Monday, February 10, 2014

December 2013 External Trade

Things are seriously picking up (log annual and monthly changes; seasonally adjusted):


In log terms, seasonally adjusted exports are up 13.9%, while imports rose 13.5%. The monthly growth figures aren’t quite so positive, but the fact that December would be the sixth straight month of expansion says something.

Just to underscore how unusual the trade numbers over the last six months have been (RM millions):


I’d consider this to be the first secular increase in exports in three years – if you’re into trends, it would go even further back, to 2007.

Another thing that’s a little different this month is that the E&E boom is slowing (log annual and monthly changes; seasonally adjusted):


On the month, E&E exports fell 8.0% in log terms, although the annual growth rate is still in double-digits. Exports still rose because non-E&E exports, particular of refined petroleum products, more than counterbalanced the shortfall.

On the import side, consumption imports stayed on track, intermediate goods imports dropped, while capital goods imports spiked (RM millions):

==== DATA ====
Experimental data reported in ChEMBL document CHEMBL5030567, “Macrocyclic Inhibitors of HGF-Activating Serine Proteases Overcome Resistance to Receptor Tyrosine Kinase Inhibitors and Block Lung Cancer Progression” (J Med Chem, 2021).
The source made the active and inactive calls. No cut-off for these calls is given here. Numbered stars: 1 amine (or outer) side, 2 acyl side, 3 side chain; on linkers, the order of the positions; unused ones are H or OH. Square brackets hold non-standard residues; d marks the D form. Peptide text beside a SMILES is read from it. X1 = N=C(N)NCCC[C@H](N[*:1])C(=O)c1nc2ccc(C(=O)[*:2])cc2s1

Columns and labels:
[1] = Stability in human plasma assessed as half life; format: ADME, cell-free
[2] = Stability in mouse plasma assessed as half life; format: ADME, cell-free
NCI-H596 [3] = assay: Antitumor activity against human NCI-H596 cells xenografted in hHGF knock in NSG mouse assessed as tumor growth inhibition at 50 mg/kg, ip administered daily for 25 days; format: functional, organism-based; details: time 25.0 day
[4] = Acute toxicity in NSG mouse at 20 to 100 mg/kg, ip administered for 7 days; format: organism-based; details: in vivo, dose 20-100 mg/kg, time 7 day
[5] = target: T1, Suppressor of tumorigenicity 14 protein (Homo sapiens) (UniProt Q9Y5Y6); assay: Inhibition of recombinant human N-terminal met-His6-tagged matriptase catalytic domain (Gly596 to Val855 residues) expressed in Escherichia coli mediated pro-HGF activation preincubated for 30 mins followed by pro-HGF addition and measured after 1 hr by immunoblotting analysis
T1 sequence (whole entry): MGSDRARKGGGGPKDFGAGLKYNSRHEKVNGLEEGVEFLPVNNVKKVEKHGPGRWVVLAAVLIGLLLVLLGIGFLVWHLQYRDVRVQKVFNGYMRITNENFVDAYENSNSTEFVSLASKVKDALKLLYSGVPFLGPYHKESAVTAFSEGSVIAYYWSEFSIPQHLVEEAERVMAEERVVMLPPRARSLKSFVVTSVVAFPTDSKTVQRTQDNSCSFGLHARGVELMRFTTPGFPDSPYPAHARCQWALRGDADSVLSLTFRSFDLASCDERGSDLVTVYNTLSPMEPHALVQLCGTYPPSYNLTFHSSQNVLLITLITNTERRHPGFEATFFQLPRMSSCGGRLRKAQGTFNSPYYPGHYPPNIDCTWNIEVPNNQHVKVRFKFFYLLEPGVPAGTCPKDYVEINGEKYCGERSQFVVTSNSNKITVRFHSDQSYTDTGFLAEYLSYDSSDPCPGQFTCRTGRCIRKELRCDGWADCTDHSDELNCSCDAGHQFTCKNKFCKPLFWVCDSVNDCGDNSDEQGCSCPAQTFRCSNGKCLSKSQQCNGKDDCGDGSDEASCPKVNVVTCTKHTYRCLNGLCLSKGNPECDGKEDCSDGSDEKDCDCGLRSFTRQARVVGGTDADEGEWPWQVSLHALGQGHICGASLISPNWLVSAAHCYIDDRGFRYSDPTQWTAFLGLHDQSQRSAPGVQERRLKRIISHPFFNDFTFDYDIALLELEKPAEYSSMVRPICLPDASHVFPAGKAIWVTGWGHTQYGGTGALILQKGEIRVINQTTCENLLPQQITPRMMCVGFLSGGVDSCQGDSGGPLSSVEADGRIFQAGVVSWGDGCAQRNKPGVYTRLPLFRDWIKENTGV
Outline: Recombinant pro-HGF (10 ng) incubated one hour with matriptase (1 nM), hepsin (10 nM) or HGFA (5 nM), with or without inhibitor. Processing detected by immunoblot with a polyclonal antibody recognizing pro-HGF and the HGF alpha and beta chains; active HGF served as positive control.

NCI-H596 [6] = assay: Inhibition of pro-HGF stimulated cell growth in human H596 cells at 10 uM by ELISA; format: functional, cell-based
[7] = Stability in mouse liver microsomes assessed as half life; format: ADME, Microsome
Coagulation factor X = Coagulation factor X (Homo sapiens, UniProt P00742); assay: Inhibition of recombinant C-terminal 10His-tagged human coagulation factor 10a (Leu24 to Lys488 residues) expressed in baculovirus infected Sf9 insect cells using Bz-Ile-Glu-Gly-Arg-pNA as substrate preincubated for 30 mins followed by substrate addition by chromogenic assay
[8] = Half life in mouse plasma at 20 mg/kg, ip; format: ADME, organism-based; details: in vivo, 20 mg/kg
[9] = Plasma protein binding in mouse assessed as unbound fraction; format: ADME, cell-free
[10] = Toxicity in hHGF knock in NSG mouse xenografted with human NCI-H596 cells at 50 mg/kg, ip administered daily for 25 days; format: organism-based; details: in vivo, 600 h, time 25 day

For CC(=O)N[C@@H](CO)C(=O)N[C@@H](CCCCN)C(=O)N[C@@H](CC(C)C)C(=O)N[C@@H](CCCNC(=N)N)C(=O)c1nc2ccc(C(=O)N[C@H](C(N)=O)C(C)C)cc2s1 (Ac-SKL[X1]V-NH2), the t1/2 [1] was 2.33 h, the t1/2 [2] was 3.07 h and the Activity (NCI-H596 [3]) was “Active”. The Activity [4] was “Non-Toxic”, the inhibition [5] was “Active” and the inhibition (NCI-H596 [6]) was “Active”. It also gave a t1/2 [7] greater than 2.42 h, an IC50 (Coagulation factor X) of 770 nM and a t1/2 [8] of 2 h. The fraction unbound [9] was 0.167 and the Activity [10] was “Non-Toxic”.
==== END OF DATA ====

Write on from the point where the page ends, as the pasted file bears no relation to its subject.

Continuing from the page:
I haven’t bothered checking up on where the capital goods demand has come from, but given the “lumpy” nature of capital goods, I doubt it will be sustained.

Overall, we’re seeing a very rose picture for the last quarter of 2013, which I expect should be confirmed by the IPI numbers due later today.

Technical Notes:

December 2013 External Trade report from MATRADE


  1. Do you think the increased trade numbers are due to our weak ringgit? If so, do you think it's sustainable for 2014?

    1. @roger

      I don't think so. On an aggregate basis the Ringgit was only down about 2% for the year, and much of the improvement in exports is coming from the E&E sector, which isn't really exchange rate sensitive (I've just checked).

    2. Sorry I don't understand why E&E exports would not be exchange rate sensitive

    3. @roger

      The E&E sector in Malaysia is only part of larger supply chain that covers the whole of East Asia. Exports (in USD) from this sector are composed of mainly of imported inputs (also in USD). The effect of the exchange rate on competitiveness will therefore be only to the extent of local value added (which is on the low side), which is not the case with fully domestic products made for export.

    4. Thanks for the clarification. The low value-add of E&E gives me food for thought. It's as if the MNCs view us as a source of cheap labour, cheap land and tax holidays.